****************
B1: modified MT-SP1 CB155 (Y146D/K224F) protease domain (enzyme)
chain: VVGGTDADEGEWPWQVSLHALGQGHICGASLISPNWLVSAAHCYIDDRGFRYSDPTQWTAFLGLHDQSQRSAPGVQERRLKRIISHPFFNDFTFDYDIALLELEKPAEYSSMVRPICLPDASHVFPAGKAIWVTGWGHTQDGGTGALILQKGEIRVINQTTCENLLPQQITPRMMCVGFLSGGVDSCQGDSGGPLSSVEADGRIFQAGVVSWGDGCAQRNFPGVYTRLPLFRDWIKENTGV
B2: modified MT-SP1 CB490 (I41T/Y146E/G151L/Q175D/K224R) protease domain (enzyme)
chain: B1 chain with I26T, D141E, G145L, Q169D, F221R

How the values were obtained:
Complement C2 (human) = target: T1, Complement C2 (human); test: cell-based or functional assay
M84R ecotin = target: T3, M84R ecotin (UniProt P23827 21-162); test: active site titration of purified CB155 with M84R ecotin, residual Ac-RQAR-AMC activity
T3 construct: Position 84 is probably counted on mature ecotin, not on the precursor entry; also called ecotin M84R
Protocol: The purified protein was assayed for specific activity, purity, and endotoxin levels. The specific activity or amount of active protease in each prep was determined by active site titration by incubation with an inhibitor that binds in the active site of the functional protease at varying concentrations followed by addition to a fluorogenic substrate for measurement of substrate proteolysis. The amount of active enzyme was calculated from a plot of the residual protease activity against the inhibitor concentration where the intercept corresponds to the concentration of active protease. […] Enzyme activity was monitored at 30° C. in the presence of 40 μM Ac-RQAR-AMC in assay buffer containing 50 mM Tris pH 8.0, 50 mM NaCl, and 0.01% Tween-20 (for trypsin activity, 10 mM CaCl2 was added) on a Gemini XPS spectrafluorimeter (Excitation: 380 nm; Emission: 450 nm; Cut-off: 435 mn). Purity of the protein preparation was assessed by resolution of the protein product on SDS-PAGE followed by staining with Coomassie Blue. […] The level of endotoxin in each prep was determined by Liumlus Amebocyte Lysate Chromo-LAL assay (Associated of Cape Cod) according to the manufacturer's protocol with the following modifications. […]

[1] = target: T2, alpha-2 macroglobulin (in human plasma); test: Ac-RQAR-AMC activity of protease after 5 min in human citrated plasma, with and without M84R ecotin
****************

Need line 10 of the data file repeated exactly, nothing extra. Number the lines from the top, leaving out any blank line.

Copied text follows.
[1] = target: T2, alpha-2 macroglobulin (in human plasma); test: Ac-RQAR-AMC activity of protease after 5 min in human citrated plasma, with and without M84R ecotin